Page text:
In recent months, when so many essential services are threatened because of many folks’ aversion to being taxed for services that they themselves don’t use, it has occurred to me that no longer do we live in a society that concerns itself with the common good.
The anti-tax crowd will say: Education? Why should I be taxed for schools? I don’t have any kids, or my kids go to private school. Public transportation? I don’t use it, so why should I have to pay for it? Health care? I have insurance through my work. Why should I be responsible for somebody who isn’t working?
All too often, such thinking quickly deteriorates to “blame the victim” mentality.
I would strongly encourage such types to stop and consider what kind of society would result if we didn’t have a decent educational system, if public transportation were no longer available for anyone, and if those who often through no fault of their own cannot afford health care are forced to go without. All of society, including the anti-tax crowd, will pay dearly in a myriad of ways when essential services are cut or even reduced.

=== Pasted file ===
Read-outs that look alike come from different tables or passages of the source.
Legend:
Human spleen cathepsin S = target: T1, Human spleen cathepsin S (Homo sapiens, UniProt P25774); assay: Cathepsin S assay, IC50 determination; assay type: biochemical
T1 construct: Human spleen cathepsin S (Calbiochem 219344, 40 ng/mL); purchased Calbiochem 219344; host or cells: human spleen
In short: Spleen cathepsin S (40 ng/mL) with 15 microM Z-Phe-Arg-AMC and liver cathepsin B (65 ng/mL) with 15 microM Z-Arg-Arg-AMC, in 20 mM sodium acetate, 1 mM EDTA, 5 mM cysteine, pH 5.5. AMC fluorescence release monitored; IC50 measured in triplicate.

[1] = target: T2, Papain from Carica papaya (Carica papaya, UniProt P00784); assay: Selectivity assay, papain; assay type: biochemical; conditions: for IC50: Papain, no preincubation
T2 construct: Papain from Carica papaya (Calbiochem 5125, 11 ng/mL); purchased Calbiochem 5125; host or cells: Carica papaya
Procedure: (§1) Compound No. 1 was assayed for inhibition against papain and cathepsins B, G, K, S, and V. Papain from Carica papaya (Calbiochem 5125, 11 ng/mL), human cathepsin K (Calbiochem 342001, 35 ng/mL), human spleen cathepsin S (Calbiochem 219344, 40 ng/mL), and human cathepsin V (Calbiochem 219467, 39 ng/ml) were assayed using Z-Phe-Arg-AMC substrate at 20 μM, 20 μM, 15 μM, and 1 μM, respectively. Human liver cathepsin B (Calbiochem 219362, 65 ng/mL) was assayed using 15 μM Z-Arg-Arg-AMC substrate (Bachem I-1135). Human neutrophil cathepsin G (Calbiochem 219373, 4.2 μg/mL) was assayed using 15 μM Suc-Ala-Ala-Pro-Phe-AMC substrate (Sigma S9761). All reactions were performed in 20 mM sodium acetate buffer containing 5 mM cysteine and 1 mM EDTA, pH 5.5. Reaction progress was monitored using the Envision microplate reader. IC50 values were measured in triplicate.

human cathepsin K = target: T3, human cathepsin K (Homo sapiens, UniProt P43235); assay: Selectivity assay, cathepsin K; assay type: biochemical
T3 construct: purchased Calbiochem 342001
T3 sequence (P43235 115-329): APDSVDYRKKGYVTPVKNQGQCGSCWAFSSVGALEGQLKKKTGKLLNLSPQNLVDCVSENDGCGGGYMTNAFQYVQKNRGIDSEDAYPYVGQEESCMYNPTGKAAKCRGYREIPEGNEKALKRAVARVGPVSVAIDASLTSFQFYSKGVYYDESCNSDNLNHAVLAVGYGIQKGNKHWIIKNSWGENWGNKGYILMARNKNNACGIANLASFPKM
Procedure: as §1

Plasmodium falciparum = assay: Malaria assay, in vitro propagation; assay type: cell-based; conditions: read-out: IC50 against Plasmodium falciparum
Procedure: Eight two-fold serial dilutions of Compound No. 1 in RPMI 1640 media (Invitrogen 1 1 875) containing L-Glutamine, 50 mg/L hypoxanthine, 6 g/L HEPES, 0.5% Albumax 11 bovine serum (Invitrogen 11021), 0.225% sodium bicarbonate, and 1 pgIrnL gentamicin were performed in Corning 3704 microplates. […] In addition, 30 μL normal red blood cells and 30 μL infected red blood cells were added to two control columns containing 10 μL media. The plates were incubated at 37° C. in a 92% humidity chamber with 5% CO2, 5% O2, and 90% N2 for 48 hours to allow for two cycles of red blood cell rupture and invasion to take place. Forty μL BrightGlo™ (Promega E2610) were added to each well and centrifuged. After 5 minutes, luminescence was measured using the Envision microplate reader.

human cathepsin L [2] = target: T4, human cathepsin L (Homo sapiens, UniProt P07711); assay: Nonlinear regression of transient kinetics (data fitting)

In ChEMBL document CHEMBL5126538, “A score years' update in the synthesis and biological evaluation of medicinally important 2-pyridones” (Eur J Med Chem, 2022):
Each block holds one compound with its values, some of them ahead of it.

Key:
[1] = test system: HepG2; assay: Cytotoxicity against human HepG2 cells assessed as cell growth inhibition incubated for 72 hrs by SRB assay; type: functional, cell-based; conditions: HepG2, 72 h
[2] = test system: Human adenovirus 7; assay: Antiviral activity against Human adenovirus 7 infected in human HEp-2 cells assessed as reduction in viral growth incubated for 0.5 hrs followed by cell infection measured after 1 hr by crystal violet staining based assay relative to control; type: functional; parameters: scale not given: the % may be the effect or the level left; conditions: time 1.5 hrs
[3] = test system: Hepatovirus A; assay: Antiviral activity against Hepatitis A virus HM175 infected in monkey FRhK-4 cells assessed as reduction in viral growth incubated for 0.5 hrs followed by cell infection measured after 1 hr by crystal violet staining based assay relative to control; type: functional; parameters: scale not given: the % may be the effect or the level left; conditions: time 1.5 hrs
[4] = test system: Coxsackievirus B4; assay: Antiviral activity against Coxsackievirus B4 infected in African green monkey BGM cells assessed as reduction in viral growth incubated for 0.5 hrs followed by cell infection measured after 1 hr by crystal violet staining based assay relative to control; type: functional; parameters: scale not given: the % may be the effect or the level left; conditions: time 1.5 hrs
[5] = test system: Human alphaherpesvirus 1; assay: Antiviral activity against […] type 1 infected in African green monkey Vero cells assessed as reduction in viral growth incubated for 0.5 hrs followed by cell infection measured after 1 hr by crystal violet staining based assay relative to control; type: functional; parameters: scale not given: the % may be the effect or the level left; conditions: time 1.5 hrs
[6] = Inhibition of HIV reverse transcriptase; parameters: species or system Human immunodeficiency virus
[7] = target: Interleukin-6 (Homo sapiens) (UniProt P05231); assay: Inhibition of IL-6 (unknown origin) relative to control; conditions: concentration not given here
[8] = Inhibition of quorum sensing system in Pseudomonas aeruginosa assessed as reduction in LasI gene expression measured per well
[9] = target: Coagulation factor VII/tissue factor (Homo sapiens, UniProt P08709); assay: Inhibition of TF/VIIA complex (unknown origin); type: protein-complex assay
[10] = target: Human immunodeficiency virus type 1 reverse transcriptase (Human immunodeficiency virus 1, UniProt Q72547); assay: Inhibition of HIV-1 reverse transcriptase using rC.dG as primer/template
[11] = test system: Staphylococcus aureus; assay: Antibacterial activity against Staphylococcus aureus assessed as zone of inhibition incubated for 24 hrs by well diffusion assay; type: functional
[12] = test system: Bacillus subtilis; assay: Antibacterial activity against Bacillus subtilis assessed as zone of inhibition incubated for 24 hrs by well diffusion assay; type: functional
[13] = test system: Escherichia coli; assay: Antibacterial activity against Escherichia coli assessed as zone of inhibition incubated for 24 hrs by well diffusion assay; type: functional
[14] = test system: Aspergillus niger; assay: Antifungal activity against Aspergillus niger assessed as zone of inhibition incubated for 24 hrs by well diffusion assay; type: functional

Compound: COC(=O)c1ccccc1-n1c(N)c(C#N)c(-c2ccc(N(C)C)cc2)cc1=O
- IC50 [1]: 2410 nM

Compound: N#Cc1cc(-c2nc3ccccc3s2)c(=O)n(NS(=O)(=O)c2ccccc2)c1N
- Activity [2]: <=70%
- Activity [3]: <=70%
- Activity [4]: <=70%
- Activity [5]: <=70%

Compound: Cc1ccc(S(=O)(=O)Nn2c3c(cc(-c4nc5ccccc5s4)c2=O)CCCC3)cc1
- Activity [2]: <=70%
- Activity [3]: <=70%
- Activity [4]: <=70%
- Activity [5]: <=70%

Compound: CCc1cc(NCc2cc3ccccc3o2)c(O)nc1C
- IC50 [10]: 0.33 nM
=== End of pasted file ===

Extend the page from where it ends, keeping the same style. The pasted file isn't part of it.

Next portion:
We are a community, and that reality demands that we open our hearts to the needs of all of us and contribute whatever we can, including – but not only – money.